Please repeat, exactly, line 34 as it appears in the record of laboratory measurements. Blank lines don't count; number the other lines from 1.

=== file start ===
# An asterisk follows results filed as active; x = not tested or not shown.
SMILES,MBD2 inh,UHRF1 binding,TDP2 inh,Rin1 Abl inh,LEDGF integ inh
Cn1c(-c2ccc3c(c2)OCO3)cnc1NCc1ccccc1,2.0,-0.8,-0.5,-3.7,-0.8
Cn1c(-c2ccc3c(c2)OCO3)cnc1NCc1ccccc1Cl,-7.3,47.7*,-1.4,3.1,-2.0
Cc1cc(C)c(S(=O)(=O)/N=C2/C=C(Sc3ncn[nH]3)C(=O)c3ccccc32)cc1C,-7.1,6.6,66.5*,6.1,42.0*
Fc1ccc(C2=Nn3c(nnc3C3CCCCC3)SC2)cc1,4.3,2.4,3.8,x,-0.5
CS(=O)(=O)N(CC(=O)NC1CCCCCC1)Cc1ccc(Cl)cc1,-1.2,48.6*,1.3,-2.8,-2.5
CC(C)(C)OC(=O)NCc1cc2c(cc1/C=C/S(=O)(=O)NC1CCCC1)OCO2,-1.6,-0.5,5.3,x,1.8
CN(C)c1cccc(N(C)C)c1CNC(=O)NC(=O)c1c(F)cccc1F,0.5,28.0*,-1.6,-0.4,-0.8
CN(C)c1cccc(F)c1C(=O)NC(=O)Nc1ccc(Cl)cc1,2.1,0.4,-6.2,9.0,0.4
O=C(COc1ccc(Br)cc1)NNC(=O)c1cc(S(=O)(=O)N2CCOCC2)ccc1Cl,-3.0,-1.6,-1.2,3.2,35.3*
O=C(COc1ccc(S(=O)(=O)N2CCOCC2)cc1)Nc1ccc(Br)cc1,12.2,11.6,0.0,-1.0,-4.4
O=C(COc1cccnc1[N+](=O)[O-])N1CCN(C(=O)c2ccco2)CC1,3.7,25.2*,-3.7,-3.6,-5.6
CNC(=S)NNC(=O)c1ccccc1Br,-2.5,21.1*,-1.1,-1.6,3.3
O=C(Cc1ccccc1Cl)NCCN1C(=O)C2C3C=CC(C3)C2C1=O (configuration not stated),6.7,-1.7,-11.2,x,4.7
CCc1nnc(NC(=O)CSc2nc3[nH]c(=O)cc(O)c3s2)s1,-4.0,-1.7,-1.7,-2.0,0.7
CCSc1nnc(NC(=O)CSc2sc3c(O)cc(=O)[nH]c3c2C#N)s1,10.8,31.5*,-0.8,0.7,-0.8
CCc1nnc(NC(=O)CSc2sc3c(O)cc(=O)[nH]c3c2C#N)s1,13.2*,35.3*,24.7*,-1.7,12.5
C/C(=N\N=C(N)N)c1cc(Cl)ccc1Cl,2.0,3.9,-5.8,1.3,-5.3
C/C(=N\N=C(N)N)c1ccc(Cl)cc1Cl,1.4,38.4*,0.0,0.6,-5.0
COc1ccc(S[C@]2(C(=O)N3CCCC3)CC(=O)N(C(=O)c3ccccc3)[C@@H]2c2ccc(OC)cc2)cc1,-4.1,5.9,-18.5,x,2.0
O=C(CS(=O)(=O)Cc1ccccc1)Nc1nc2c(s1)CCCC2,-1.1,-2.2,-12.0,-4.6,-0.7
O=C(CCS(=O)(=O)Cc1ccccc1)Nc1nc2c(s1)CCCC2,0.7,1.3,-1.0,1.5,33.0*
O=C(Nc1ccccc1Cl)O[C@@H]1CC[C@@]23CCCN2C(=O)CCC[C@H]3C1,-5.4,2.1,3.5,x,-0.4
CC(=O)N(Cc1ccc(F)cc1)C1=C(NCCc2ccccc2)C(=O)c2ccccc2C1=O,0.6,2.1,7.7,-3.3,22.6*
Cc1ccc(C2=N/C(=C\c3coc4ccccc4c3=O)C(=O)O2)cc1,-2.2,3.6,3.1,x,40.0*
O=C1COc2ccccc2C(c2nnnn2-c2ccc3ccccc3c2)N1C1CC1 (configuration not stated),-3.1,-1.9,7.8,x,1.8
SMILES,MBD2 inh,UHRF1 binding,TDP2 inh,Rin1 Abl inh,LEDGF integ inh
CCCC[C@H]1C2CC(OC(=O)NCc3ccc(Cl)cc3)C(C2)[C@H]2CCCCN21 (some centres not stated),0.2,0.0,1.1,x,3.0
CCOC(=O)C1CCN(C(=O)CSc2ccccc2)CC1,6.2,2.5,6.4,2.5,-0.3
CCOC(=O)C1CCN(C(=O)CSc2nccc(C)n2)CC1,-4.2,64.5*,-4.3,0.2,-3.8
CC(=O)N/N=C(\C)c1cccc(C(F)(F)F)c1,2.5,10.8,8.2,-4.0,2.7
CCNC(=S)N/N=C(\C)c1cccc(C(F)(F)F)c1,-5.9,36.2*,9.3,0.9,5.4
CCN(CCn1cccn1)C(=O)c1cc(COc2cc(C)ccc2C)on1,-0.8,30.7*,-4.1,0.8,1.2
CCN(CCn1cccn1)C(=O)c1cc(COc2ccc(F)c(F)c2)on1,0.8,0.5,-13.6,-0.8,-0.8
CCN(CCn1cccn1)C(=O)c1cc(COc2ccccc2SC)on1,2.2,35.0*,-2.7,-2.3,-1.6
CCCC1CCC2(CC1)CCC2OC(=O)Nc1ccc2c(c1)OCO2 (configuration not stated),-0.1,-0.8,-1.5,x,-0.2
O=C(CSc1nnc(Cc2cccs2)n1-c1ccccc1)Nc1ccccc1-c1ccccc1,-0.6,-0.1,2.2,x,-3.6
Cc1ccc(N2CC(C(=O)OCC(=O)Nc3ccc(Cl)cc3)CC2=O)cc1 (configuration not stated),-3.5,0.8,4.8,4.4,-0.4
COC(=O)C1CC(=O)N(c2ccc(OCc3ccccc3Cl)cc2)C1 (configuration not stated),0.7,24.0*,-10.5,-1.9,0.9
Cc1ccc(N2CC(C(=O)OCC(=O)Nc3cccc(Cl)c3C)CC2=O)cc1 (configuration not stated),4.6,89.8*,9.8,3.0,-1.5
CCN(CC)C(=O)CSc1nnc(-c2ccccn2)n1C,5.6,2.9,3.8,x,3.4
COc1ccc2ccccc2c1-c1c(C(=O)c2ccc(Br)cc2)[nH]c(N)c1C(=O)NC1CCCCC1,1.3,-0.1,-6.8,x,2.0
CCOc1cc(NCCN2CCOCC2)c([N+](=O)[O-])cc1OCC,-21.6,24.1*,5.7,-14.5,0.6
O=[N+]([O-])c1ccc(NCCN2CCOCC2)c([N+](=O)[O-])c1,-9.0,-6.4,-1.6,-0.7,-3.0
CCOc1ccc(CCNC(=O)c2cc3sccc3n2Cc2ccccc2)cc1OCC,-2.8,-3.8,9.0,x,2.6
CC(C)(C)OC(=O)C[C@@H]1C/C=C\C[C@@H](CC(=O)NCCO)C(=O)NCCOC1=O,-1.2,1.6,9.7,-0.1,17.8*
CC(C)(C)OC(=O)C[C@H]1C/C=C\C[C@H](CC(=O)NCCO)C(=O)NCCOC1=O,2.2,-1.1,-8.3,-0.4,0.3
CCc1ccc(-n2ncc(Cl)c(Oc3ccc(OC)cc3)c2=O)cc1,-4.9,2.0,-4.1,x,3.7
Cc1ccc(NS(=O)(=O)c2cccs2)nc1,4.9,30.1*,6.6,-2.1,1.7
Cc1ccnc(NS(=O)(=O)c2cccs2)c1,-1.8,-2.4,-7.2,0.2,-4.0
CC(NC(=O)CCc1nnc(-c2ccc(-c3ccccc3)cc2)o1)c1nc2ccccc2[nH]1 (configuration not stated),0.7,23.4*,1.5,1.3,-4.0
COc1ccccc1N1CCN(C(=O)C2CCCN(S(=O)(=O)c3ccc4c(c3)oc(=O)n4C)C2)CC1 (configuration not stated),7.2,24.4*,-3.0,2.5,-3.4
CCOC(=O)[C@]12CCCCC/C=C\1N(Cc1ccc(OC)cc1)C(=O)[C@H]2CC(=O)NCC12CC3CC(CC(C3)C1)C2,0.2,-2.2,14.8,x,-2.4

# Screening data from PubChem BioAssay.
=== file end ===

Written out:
CCN(CCn1cccn1)C(=O)c1cc(COc2cc(C)ccc2C)on1,-0.8,30.7*,-4.1,0.8,1.2